It was about 1 p.m. on an otherwise normal day on Capitol Hill in June of 1906 when the cry went up: “The elephant has come.” Members of Congress, visitors, and workers all sprang to action. In a committee room on the west front of the Capitol, Representative Olcott of New York adjourned his hearing as all in the room rushed for the windows.
Coming up Pennsylvania Avenue from the direction of the White House was something entirely new: A dirigible. Not a large one –only about 60 feet long– with just enough lift to carry a single passenger. Nonetheless, an entirely new mode of transportation, seen for the first time in Washington.
Those present in the Senate chamber were similarly enthralled, though Senator Alfred Benson, who had just been sworn in to fill out the term of Senator Burton, declined to join in the rush, stating “I’m a rube and I’m from Kansas and this is my first day here, but I’ll be darned if I’ll bite anything like that.”
Everyone else spilled out of the Capitol and watched as the airship first circled around the dome of Capitol, and then, as the pilot moved forward in the long keel suspended beneath the balloon, set the airship on a course for the ground, landing between the two wings of the Capitol.
While the crowd held the airship, the pilot disembarked. His most prominent characteristic was his youth: Lincoln Beachey (that’s him on the left) was not yet 20 years old, but already had considerable experience as a dirigible pilot, having made his first flight on the Baldwin-built California Arrow at the tender age of 17.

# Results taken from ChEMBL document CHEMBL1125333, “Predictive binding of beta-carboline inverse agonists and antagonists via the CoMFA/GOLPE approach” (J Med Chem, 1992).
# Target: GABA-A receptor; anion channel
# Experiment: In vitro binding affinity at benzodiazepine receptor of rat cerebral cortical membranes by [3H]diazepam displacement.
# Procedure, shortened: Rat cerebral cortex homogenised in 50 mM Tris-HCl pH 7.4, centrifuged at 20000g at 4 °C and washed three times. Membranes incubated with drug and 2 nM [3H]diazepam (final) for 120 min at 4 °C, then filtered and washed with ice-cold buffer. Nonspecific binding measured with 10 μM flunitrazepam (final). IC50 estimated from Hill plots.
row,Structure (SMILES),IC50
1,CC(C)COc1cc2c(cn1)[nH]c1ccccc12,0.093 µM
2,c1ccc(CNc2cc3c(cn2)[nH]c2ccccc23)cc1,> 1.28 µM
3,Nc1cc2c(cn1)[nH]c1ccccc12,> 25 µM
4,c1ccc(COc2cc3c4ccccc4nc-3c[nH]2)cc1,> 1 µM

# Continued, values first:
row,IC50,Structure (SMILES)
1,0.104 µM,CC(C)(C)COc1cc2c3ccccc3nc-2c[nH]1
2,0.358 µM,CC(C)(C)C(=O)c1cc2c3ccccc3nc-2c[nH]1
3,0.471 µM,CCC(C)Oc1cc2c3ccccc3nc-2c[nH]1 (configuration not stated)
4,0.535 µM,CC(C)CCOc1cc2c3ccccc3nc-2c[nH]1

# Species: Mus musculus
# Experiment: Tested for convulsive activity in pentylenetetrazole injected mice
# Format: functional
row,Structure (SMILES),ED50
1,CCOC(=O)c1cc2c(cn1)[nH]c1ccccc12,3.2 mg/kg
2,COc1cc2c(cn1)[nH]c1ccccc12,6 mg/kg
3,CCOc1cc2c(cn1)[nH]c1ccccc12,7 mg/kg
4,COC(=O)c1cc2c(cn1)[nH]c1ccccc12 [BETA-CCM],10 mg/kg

At this moment, however, his main interest was in finding some food. He had left the Luna Park, an amusement park on the other side of the Potomac, around 10:30 that morning, flown directly to the Washington Monument, where he waited for a message he was to deliver to President Roosevelt – a message he had forgotten to take along in the excitement of takeoff. Message in hand, he had flown the short distance to the Sherman Statue just south of the Treasury building, where he had handed off the message, then taken off again and proceeded over Pennsylvania Avenue towards the Capitol.
While the crowd on the east front continued to jostle for a closer look at the new mode of transportation, Beachey was whisked away in an automobile. He was gone for some 20 minutes, then returned to get his airship ready for the flight back. After satisfying himself that all was in order, he clambered back onto the keel, and asked the crowd to let the airship rise a few feet in the air, so that the propellers and rudder would not hit them. Once all was running, the cry went up “Let go!” and airship “literally jumped into the air” as the Evening Star reported later that day.
The assembled masses reentered the Capitol and rushed to the west front, from where they “followed the airship with eyes and voice until the gas bag was well on its way toward Four-Mile Run.”
The airship remained a major attraction at Luna Park over the next few days. Beachey would die nine years later in a plane crash in the San Francisco Bay.